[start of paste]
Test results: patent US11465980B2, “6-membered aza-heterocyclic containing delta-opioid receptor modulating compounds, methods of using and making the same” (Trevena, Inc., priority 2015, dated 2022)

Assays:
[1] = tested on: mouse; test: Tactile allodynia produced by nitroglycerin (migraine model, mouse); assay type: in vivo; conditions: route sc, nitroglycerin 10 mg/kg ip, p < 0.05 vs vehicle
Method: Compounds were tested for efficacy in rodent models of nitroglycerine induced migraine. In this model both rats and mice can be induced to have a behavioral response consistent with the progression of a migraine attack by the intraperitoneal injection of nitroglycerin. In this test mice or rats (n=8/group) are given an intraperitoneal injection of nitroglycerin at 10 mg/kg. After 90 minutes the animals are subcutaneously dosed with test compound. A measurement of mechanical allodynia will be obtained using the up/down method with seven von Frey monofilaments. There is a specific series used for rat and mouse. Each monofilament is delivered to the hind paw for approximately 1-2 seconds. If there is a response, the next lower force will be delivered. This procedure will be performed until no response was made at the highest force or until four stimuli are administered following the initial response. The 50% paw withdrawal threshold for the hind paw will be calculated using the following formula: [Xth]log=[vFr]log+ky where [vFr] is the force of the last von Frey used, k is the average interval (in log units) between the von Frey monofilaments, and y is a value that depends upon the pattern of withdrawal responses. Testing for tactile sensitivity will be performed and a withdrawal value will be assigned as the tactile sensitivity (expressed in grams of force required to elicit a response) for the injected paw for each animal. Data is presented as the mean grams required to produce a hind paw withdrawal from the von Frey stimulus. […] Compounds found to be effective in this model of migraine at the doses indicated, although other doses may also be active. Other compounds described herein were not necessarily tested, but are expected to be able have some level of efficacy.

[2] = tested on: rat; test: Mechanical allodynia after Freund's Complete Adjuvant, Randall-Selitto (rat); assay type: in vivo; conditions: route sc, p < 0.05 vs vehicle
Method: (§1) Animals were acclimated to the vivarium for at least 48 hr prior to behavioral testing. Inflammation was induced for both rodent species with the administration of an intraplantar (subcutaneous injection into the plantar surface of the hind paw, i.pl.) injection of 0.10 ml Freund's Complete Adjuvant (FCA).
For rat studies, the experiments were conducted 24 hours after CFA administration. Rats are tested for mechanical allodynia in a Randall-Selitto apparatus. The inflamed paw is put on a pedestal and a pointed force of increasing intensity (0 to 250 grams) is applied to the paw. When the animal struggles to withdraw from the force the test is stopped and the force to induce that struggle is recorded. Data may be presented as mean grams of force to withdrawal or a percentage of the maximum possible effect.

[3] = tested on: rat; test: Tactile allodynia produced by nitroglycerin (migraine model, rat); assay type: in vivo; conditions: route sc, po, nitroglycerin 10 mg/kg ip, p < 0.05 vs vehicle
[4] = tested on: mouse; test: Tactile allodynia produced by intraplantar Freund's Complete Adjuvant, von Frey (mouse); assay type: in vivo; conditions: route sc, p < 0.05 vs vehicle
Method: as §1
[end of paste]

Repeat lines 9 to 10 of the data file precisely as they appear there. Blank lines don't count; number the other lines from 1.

[4] = tested on: mouse; test: Tactile allodynia produced by intraplantar Freund's Complete Adjuvant, von Frey (mouse); assay type: in vivo; conditions: route sc, p < 0.05 vs vehicle
Method: as §1